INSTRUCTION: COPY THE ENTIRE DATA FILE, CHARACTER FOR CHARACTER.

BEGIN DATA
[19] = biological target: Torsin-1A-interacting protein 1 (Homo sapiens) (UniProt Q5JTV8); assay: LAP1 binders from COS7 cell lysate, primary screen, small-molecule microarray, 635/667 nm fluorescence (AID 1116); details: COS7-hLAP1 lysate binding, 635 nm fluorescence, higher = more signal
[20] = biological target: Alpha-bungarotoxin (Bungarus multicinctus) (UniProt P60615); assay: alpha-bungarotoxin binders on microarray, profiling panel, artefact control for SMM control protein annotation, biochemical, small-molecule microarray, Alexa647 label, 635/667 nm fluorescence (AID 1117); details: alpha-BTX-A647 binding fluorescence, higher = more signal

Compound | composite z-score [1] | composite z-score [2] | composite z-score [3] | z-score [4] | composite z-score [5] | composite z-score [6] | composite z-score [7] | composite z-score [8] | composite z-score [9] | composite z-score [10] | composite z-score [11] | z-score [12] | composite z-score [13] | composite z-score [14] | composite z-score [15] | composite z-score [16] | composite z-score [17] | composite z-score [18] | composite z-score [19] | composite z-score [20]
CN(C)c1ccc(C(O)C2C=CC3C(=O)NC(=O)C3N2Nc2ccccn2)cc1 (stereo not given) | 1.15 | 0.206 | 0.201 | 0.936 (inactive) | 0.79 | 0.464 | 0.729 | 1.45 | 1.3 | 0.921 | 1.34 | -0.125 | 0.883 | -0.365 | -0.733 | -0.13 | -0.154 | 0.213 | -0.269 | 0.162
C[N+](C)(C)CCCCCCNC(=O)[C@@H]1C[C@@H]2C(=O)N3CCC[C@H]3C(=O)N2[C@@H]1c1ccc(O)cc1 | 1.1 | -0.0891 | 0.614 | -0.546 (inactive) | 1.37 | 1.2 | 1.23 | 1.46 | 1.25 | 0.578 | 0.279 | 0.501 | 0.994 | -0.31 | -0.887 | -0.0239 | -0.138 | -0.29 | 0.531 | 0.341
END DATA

[19] = biological target: Torsin-1A-interacting protein 1 (Homo sapiens) (UniProt Q5JTV8); assay: LAP1 binders from COS7 cell lysate, primary screen, small-molecule microarray, 635/667 nm fluorescence (AID 1116); details: COS7-hLAP1 lysate binding, 635 nm fluorescence, higher = more signal
[20] = biological target: Alpha-bungarotoxin (Bungarus multicinctus) (UniProt P60615); assay: alpha-bungarotoxin binders on microarray, profiling panel, artefact control for SMM control protein annotation, biochemical, small-molecule microarray, Alexa647 label, 635/667 nm fluorescence (AID 1117); details: alpha-BTX-A647 binding fluorescence, higher = more signal

Compound | composite z-score [1] | composite z-score [2] | composite z-score [3] | z-score [4] | composite z-score [5] | composite z-score [6] | composite z-score [7] | composite z-score [8] | composite z-score [9] | composite z-score [10] | composite z-score [11] | z-score [12] | composite z-score [13] | composite z-score [14] | composite z-score [15] | composite z-score [16] | composite z-score [17] | composite z-score [18] | composite z-score [19] | composite z-score [20]
CN(C)c1ccc(C(O)C2C=CC3C(=O)NC(=O)C3N2Nc2ccccn2)cc1 (stereo not given) | 1.15 | 0.206 | 0.201 | 0.936 (inactive) | 0.79 | 0.464 | 0.729 | 1.45 | 1.3 | 0.921 | 1.34 | -0.125 | 0.883 | -0.365 | -0.733 | -0.13 | -0.154 | 0.213 | -0.269 | 0.162
C[N+](C)(C)CCCCCCNC(=O)[C@@H]1C[C@@H]2C(=O)N3CCC[C@H]3C(=O)N2[C@@H]1c1ccc(O)cc1 | 1.1 | -0.0891 | 0.614 | -0.546 (inactive) | 1.37 | 1.2 | 1.23 | 1.46 | 1.25 | 0.578 | 0.279 | 0.501 | 0.994 | -0.31 | -0.887 | -0.0239 | -0.138 | -0.29 | 0.531 | 0.341